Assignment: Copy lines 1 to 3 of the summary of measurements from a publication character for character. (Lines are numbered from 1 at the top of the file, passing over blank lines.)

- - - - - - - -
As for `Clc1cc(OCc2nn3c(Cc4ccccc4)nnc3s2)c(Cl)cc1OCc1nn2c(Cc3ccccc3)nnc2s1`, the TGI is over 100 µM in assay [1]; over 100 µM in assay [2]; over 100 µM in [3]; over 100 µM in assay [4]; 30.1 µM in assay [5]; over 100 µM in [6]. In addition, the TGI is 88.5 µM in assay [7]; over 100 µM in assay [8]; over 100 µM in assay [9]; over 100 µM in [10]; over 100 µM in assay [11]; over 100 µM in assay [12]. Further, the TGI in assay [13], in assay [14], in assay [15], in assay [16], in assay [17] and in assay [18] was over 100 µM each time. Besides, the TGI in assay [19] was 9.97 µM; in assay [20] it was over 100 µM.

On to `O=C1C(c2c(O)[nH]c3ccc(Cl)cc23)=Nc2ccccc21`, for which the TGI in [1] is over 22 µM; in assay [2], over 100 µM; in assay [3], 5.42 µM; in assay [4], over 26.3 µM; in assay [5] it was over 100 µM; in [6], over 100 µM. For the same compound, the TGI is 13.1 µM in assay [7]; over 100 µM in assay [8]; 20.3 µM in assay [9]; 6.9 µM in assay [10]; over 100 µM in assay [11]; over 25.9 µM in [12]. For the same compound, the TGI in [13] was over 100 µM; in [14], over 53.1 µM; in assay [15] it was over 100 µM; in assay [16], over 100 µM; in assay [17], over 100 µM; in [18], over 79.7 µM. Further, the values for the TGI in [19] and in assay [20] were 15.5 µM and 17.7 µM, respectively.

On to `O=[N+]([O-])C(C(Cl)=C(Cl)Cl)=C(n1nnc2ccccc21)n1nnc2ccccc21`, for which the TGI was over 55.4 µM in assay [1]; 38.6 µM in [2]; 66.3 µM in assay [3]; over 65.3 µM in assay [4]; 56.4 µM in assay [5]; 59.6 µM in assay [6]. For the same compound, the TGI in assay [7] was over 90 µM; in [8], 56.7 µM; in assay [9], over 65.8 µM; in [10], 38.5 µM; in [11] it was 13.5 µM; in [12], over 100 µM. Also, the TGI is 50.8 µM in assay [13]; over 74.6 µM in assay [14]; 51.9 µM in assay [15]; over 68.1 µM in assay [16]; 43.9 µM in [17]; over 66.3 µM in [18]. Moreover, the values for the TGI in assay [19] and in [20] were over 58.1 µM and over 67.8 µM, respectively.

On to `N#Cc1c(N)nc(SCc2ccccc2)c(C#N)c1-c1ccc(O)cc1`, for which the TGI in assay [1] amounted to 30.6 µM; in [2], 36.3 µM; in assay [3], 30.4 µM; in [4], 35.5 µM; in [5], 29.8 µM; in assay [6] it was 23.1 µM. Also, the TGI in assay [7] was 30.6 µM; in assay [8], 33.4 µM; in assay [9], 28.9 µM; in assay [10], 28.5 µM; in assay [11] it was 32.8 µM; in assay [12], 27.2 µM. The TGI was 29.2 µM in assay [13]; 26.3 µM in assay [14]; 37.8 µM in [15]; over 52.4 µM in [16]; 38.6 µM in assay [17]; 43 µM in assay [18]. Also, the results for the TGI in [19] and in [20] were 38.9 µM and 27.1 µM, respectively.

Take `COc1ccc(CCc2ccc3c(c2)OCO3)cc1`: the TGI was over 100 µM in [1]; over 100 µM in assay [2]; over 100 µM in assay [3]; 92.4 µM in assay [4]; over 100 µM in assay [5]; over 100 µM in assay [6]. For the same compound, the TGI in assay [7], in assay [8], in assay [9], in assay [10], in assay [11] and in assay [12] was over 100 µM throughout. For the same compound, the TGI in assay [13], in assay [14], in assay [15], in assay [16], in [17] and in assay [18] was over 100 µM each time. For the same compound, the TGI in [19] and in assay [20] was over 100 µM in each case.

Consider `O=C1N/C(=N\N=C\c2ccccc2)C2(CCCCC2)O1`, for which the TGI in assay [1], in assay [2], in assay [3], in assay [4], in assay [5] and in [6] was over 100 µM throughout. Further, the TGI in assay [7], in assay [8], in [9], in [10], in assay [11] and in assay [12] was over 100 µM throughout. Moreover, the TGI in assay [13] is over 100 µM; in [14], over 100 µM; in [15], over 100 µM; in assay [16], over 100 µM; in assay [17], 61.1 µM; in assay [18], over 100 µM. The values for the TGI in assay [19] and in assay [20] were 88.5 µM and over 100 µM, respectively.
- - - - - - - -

As for `Clc1cc(OCc2nn3c(Cc4ccccc4)nnc3s2)c(Cl)cc1OCc1nn2c(Cc3ccccc3)nnc2s1`, the TGI is over 100 µM in assay [1]; over 100 µM in assay [2]; over 100 µM in [3]; over 100 µM in assay [4]; 30.1 µM in assay [5]; over 100 µM in [6]. In addition, the TGI is 88.5 µM in assay [7]; over 100 µM in assay [8]; over 100 µM in assay [9]; over 100 µM in [10]; over 100 µM in assay [11]; over 100 µM in assay [12]. Further, the TGI in assay [13], in assay [14], in assay [15], in assay [16], in assay [17] and in assay [18] was over 100 µM each time. Besides, the TGI in assay [19] was 9.97 µM; in assay [20] it was over 100 µM.

On to `O=C1C(c2c(O)[nH]c3ccc(Cl)cc23)=Nc2ccccc21`, for which the TGI in [1] is over 22 µM; in assay [2], over 100 µM; in assay [3], 5.42 µM; in assay [4], over 26.3 µM; in assay [5] it was over 100 µM; in [6], over 100 µM. For the same compound, the TGI is 13.1 µM in assay [7]; over 100 µM in assay [8]; 20.3 µM in assay [9]; 6.9 µM in assay [10]; over 100 µM in assay [11]; over 25.9 µM in [12]. For the same compound, the TGI in [13] was over 100 µM; in [14], over 53.1 µM; in assay [15] it was over 100 µM; in assay [16], over 100 µM; in assay [17], over 100 µM; in [18], over 79.7 µM. Further, the values for the TGI in [19] and in assay [20] were 15.5 µM and 17.7 µM, respectively.

On to `O=[N+]([O-])C(C(Cl)=C(Cl)Cl)=C(n1nnc2ccccc21)n1nnc2ccccc21`, for which the TGI was over 55.4 µM in assay [1]; 38.6 µM in [2]; 66.3 µM in assay [3]; over 65.3 µM in assay [4]; 56.4 µM in assay [5]; 59.6 µM in assay [6]. For the same compound, the TGI in assay [7] was over 90 µM; in [8], 56.7 µM; in assay [9], over 65.8 µM; in [10], 38.5 µM; in [11] it was 13.5 µM; in [12], over 100 µM. Also, the TGI is 50.8 µM in assay [13]; over 74.6 µM in assay [14]; 51.9 µM in assay [15]; over 68.1 µM in assay [16]; 43.9 µM in [17]; over 66.3 µM in [18]. Moreover, the values for the TGI in assay [19] and in [20] were over 58.1 µM and over 67.8 µM, respectively.